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How Data Visualization Helps Us to Approach the COVID-19 Pandemic

Last updated: 07-31-2020

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How Data Visualization Helps Us to Approach the COVID-19 Pandemic

With new updates developing by the hour amidst the evolving COVID-19 pandemic, trying to grapple at the most relevant information can be overwhelming. Data visualization has helped to synthesize this complex phenomena and shape the timeline of the Coronavirus pandemic that has drastically changed how we go about our daily lives. While commonly used to communicate data to the general population, visualization is now having quite a real-world impact in the face of this crisis.

Having access to diverse sets of visualizations allows the public to obtain information relevant to their situation, whether they are a community member or a political leader. “In general we react more strongly to data that feels close to us,” said Catherine Plaisant, Senior Research Scientist at the University of Maryland Institute for Advanced Computer Studies. “[The American public] may dismiss stories of China and Italy, and only react when shown data about their own hospitals being overwhelmed.”

In particular, data visualization charts have been central in illustrating the concept of “flattening the curve” so that the public can better understand the need to practice social distancing so that the spread of the virus is slowed. 

Maps have also been shown to resonate as a visual representation of data, because people like to see where things are happening. However, maps don’t always convey the entire story. “Namely, it’s difficult for a map to convey both time and magnitude, both of which are crucial for understanding a pandemic,” said Brian Ondov, researcher and Ph.D. student at UMD’s Department of Computer Science. Additionally, “when you see an area on a map where the confirmed case number is low, you don’t really know if that is because there aren’t many cases or just not much testing.”

Researchers and faculty at the University of Maryland Human-Computer Interaction Lab (HCIL) began compiling a central collection of data visualization charts, videos, and other resources covering COVID-19. Below are four of the most impactful data visualizations gathered by the HCIL team that have aided in illustrating the emerging COVID-19 cases and where the cases are located, the reasons behind why the virus spread its way across the world in a matter of days, and projections based on the current situation.

The New York Times: How The Virus Got Out The New York Times published an interactive timeline showing how the Coronavirus initially took root in Wuhan, China. As users scroll down the page the timeline reveals the NYT’s analysis of hundreds of millions of travelers and shows why extensive restrictions put in place to stop an outbreak haven’t been enough to stop it. The site information is beautiful provides daily updates on current data related to COVID-19 in the form of a series of infographics, including current case numbers by country, who is most at risk, deaths per million people, etc. The Washington Post: Why outbreaks like coronavirus spread exponentially, and how to “flatten the curve” The Washington Post posted an article with several infographics showing the effects of social distancing through a simplified simulation. The simulations are randomized depending on if you restart a simulation or revisit the article, so the results will change. However, even with different results, moderate social distancing is proven to more often than not outperform the attempted quarantine, and extensive social distancing usually works best of all. Below is a comparison of your results. The charts published by the Institute for Health Metrics and Evaluation (IHME) show projected hospital resource usage by state based on the current COVID-19 deaths. The charts also display social distancing measures adopted by each state. The models assume continued social distancing until the end of May 2020. In states without social distancing measures currently in place, it’s assumed they will be in place within seven days of the last model update. If not, the number of deaths and burden on their hospital systems will likely be higher than the model predicts.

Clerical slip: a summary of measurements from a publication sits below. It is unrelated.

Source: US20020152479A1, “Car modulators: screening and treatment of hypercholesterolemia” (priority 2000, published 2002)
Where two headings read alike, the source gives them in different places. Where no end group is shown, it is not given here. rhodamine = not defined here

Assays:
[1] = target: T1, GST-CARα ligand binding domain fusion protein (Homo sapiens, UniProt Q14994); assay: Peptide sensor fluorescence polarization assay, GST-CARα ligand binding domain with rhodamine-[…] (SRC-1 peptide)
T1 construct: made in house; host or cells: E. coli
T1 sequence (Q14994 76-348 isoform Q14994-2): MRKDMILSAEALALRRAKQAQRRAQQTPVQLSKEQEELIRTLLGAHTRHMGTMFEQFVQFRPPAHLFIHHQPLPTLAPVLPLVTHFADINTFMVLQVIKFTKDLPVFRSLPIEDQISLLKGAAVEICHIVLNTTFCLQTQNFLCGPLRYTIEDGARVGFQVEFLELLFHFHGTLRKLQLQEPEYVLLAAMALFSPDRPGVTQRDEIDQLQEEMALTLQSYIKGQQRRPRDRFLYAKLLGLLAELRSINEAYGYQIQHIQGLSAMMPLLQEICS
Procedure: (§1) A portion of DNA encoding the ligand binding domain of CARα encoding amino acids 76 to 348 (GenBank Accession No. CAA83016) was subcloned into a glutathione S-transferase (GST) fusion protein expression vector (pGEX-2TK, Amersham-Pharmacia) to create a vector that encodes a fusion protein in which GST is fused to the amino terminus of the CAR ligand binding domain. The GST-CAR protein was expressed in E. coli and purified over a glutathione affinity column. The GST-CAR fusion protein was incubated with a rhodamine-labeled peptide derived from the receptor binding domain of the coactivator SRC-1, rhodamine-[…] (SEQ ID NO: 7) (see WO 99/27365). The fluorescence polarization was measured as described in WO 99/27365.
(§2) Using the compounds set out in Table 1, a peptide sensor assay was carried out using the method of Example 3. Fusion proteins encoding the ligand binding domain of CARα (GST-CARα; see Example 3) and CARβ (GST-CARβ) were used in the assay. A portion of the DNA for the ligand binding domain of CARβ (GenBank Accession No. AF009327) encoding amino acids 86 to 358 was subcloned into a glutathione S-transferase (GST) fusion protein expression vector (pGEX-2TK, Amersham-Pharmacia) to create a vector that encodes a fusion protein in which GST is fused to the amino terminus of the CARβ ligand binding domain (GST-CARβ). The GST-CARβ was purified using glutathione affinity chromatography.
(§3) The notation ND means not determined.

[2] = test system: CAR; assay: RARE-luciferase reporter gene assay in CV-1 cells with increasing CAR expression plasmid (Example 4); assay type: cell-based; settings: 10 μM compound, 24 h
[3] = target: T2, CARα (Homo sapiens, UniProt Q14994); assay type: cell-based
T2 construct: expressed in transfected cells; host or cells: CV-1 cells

The HCIL will be hosting a virtual hackathon from April 4-5 inviting people from all backgrounds to develop solutions for some of the most critical impacts of COVID-19. More information is at https://hcil-covid19-hackathon.github.io. To see a longer list of visualizations on the COVID-19 pandemic, visit the HCIL’s site here.


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